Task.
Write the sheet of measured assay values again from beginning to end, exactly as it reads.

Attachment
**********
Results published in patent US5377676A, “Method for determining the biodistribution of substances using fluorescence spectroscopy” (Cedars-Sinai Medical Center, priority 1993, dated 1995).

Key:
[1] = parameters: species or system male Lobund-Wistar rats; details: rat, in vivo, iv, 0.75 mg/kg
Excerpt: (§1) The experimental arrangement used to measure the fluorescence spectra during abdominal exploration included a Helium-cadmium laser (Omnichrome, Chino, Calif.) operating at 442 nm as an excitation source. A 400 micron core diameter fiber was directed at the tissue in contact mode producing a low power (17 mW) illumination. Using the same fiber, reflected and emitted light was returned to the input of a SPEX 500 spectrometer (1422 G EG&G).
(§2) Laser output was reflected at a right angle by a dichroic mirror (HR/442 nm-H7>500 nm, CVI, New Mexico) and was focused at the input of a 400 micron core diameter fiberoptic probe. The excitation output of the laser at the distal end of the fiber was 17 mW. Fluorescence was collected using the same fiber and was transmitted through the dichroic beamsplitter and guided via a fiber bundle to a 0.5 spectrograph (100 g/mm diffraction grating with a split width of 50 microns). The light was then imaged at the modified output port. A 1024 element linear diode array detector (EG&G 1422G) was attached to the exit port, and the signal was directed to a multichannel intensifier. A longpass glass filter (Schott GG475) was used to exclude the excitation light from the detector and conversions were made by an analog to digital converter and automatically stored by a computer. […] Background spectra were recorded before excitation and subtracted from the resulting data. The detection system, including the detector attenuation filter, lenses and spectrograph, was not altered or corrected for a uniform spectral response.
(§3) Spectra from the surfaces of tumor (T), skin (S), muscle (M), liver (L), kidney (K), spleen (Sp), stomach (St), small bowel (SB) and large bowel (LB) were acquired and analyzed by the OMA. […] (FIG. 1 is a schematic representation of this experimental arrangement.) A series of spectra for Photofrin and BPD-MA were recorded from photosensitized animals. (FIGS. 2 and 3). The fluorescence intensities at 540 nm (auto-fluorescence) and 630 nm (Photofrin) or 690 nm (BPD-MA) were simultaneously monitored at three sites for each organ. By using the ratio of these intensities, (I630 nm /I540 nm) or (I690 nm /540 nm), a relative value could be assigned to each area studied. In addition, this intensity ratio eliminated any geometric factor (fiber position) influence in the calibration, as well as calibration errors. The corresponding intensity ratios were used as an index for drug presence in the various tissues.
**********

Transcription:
Results published in patent US5377676A, “Method for determining the biodistribution of substances using fluorescence spectroscopy” (Cedars-Sinai Medical Center, priority 1993, dated 1995).

Key:
[1] = parameters: species or system male Lobund-Wistar rats; details: rat, in vivo, iv, 0.75 mg/kg
Excerpt: (§1) The experimental arrangement used to measure the fluorescence spectra during abdominal exploration included a Helium-cadmium laser (Omnichrome, Chino, Calif.) operating at 442 nm as an excitation source. A 400 micron core diameter fiber was directed at the tissue in contact mode producing a low power (17 mW) illumination. Using the same fiber, reflected and emitted light was returned to the input of a SPEX 500 spectrometer (1422 G EG&G).
(§2) Laser output was reflected at a right angle by a dichroic mirror (HR/442 nm-H7>500 nm, CVI, New Mexico) and was focused at the input of a 400 micron core diameter fiberoptic probe. The excitation output of the laser at the distal end of the fiber was 17 mW. Fluorescence was collected using the same fiber and was transmitted through the dichroic beamsplitter and guided via a fiber bundle to a 0.5 spectrograph (100 g/mm diffraction grating with a split width of 50 microns). The light was then imaged at the modified output port. A 1024 element linear diode array detector (EG&G 1422G) was attached to the exit port, and the signal was directed to a multichannel intensifier. A longpass glass filter (Schott GG475) was used to exclude the excitation light from the detector and conversions were made by an analog to digital converter and automatically stored by a computer. […] Background spectra were recorded before excitation and subtracted from the resulting data. The detection system, including the detector attenuation filter, lenses and spectrograph, was not altered or corrected for a uniform spectral response.
(§3) Spectra from the surfaces of tumor (T), skin (S), muscle (M), liver (L), kidney (K), spleen (Sp), stomach (St), small bowel (SB) and large bowel (LB) were acquired and analyzed by the OMA. […] (FIG. 1 is a schematic representation of this experimental arrangement.) A series of spectra for Photofrin and BPD-MA were recorded from photosensitized animals. (FIGS. 2 and 3). The fluorescence intensities at 540 nm (auto-fluorescence) and 630 nm (Photofrin) or 690 nm (BPD-MA) were simultaneously monitored at three sites for each organ. By using the ratio of these intensities, (I630 nm /I540 nm) or (I690 nm /540 nm), a relative value could be assigned to each area studied. In addition, this intensity ratio eliminated any geometric factor (fiber position) influence in the calibration, as well as calibration errors. The corresponding intensity ratios were used as an index for drug presence in the various tissues.